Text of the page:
Monday, September 30, 2013

Mid-term happy dance!!!

So after reading about 400 pages of pediatric textbook over the weekend, listening to recorded lectures and reviewing slides.....I managed to retain enough info to score an 88% on my pediatric midterm. 

We had one quiz to do in peds, which focused on the topics covered in today's exam.  It was a good review, of sorts.  I scored an 88% on that 'preview/review' quiz too -- apparently my learning is very consistent!  Lol.  I like consistent, especially with it involves good results. 

Wahoo!!!  The old brain still works!!!

What a relief.  These "pick the most appropriate answer" questions are going to be OK.  I really didn't know what to think of them initially, but I seem to be "getting" them just fine.

What a relief.  A huge, blessed relief.  Big sigh.

Now I can turn to the other 15 nursing school items/deadlines breathing down my

Sunday, September 29, 2013

Still smiling

Yes, still smiling (although I thought I was starting to drool a few days ago...scroll down and look at the cartoon from a few days ago, if you have no idea what I'm talking about!)

After a few days of nervous waiting, I did find a "S" beside my name, as in a "satisfactory" result for my practical lab exam.  WHEW.  That's one less thing to worry about.

Tomorrow I have my first midterm exam.  The school has condensed learning experiences, so we basically cram all the information in one semester into a half semester, so everything is sooner.  The midterm exam is tomorrow, and the final will be in mid-October.  Then pediatrics is finished, and we move on to maternity.  I like that its so focused and concentrated, but wow, is it ever a lot of work and clinical shifts.

Speaking of clinical shifts, I had t-h-e best pediatric shift ever, on Friday.  Not that I did anything more complicated, it was a difference in my approach and confidence.  I felt that I almost knew what was going on in the unit, where the important stuff was, how to work the monitors and other various equipment and stuff like that.  It was almost a day-night difference in my approach. 

The 8 hours flew by, and before I knew it, I had to leave.  I didn't want to.  But I did, with a bounce in my step, a huge smile on my face, and a feeling of accomplishment and having done something useful, like never once in my first career.  This is a sign of things to come for the rest of my career.  I am thrilled.  I got home, chatted with my son, got laundry (scrubs!) going and went for a run...all that after I'd been awake since 4:45 am...and I am NOT a morning person.  Incredible.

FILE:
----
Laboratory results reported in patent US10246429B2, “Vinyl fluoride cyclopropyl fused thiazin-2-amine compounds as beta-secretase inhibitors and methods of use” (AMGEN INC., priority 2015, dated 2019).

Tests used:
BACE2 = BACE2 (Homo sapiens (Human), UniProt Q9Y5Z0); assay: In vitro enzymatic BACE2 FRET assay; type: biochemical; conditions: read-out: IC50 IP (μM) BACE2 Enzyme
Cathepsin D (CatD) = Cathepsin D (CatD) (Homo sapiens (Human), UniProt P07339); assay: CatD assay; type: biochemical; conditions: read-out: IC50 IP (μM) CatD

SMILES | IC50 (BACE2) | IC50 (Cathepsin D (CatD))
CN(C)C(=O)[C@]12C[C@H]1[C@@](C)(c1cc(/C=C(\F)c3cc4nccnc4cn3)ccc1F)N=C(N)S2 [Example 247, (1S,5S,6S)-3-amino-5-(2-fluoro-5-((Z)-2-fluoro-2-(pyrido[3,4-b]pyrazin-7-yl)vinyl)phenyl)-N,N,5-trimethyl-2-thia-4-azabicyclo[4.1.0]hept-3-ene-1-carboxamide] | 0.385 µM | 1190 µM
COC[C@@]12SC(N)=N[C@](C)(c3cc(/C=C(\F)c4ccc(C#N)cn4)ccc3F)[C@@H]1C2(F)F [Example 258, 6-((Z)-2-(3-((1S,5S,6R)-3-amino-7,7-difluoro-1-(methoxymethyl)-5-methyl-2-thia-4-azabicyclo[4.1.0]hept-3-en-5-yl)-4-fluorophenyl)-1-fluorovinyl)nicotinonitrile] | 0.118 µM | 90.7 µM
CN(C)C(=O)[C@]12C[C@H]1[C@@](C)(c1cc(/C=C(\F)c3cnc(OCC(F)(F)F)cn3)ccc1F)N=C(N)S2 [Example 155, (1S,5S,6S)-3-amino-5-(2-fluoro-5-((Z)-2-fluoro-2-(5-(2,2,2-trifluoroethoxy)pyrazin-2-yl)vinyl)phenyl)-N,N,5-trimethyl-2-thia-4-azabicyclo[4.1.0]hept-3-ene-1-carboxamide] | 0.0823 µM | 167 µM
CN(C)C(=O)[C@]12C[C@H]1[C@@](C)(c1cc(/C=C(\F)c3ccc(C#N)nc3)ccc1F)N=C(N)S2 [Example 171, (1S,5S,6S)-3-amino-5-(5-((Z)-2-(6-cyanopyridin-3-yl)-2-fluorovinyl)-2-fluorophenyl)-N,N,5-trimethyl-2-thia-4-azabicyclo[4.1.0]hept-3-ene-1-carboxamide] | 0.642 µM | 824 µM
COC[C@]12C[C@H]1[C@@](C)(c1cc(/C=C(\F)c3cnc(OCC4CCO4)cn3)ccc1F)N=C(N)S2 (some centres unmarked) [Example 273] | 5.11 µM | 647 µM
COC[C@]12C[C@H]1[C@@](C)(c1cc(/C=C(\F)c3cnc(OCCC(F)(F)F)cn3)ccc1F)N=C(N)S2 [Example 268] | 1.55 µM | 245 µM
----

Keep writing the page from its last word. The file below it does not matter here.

But back to the academic reality now.  Apart from my exam tomorrow, I also have to do a pediatrics quiz that is part of my final mark, prepare for an upcoming lab for Tuesday, but the quiz for that prep needs to be done today, try to start my care plan, prepare a brief talk on complementary therapies for Tuesday morning and keep working on my ethical dilemma paper.  Did I mention that this is a busy year???  Last night I was feeling a bit sorry for myself with all this work on my shoulders, when I could have just simply stayed in my first career, and had weekends mostly free.  But then I just thought about Friday's great shift, and its all worth it.  I am ready for school to be over, but it is worth it...and school cannot be over yet, as I still have so much to learn!!!

To top it off, my hubby is away this weekend, which leaves me as the parent in charge of the kids all weekend.  It is such a beautiful fall weekend, sunny skies and warm temperatures -- the kinds of weekend that literally begs you to spend it outside.  But here I am, nose mostly in a book and the kids mostly entertaining themselves.  They're such great kids -- they built a huge fort yesterday and did various crafts in it.  Now they are "helping" me by watching TV -- they are more than happy to help me that way!  Lol!!!

OK, back to the books...this too shall pass...


Thursday, September 26, 2013

In a holding pattern

Yes, life feels 'on hold' as I nervously await the results of Tuesday's lab exam.  I don't think I've ever been so nervous before an exam before. 

I arrived at the exam location 15 minutes early, in case they were running early with the testing.  They weren't.  They were running late.  So I had to sit there for 45 minutes, until my turn was called.  In those 45 minutes, I took in everyone's angst, stress, worries, hearing parts of procedures I'd never heard about before, and people insisting their instructors had told them that was part of the procedure, people saying they were about to throw up from nerves, etc. etc.  It was nuts.  Yet, I had to choice but to stay there and wait my turn.

All that nervous energy was absorbed into my body, and added to the nerves I already had going in for my test.  It was simply awful.  I couldn't focus on reading the doctor's order, I couldn't think clearly, I couldn't get myself started doing the procedure.  I did pull myself together, and once I started talking, it got better.  I also was able to backtrack verbally, and identify a few aspects that I missed during my awful start to the test.  Luckily, that backtracking was allowed, and I believe it earned me more points.

The question remains, did I get enough points to pass.  It certainly wasn't elegant, but I think I may have covered all the key bases in the end.  I hope.  I so hope. 

If not, there will be a re-test lab exam next week -- one more shot -- otherwise we're out of the pediatric clinical rotation.  I can't even let my mind go never, ever crossed my mind that I would not complete this nursing program, when I was deciding to leave my first career.